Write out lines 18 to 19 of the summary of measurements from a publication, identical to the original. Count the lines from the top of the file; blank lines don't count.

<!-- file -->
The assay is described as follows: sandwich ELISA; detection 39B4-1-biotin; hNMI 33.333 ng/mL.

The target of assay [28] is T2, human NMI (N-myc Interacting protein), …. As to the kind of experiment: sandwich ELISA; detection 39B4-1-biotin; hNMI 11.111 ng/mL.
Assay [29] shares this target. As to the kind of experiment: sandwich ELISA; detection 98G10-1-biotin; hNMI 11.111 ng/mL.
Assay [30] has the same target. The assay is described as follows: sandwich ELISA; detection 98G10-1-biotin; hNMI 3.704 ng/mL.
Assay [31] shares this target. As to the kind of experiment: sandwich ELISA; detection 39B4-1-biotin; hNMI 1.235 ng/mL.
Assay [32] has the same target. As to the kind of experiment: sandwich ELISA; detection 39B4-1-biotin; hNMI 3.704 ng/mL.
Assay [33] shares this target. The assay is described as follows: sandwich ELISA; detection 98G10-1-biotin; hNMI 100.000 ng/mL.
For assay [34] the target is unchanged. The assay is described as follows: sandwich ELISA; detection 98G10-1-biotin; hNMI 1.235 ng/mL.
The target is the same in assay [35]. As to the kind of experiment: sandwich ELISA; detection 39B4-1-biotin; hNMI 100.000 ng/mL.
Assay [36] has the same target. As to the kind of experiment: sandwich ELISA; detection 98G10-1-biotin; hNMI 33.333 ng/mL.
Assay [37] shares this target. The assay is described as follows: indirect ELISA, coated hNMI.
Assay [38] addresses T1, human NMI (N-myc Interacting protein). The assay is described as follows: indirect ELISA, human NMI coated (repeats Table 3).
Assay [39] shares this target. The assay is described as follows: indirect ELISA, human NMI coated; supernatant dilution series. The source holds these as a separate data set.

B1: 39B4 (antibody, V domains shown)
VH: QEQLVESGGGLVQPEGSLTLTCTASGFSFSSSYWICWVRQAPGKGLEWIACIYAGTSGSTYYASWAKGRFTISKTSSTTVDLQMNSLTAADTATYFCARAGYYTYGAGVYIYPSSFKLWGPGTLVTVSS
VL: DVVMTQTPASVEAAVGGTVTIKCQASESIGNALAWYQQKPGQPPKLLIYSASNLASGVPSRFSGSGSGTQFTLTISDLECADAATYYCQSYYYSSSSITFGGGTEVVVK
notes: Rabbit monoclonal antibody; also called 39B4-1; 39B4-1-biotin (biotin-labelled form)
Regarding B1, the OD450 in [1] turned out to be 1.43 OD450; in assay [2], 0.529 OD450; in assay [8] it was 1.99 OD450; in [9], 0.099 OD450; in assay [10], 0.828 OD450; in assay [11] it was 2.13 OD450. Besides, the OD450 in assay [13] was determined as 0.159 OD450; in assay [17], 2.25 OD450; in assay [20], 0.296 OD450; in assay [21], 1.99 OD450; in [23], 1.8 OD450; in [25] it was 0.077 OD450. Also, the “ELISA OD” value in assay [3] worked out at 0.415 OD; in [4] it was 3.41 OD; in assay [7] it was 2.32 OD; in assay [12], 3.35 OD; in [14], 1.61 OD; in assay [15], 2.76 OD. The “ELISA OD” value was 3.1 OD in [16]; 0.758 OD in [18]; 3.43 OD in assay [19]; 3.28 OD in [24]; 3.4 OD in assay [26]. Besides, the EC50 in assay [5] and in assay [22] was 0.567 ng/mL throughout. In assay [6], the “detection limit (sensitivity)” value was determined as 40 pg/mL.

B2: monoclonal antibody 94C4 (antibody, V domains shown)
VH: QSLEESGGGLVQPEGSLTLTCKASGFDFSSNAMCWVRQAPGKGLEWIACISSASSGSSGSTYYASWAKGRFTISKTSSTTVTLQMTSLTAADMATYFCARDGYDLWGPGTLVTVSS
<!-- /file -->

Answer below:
Regarding B1, the OD450 in [1] turned out to be 1.43 OD450; in assay [2], 0.529 OD450; in assay [8] it was 1.99 OD450; in [9], 0.099 OD450; in assay [10], 0.828 OD450; in assay [11] it was 2.13 OD450. Besides, the OD450 in assay [13] was determined as 0.159 OD450; in assay [17], 2.25 OD450; in assay [20], 0.296 OD450; in assay [21], 1.99 OD450; in [23], 1.8 OD450; in [25] it was 0.077 OD450. Also, the “ELISA OD” value in assay [3] worked out at 0.415 OD; in [4] it was 3.41 OD; in assay [7] it was 2.32 OD; in assay [12], 3.35 OD; in [14], 1.61 OD; in assay [15], 2.76 OD. The “ELISA OD” value was 3.1 OD in [16]; 0.758 OD in [18]; 3.43 OD in assay [19]; 3.28 OD in [24]; 3.4 OD in assay [26]. Besides, the EC50 in assay [5] and in assay [22] was 0.567 ng/mL throughout. In assay [6], the “detection limit (sensitivity)” value was determined as 40 pg/mL.

B2: monoclonal antibody 94C4 (antibody, V domains shown)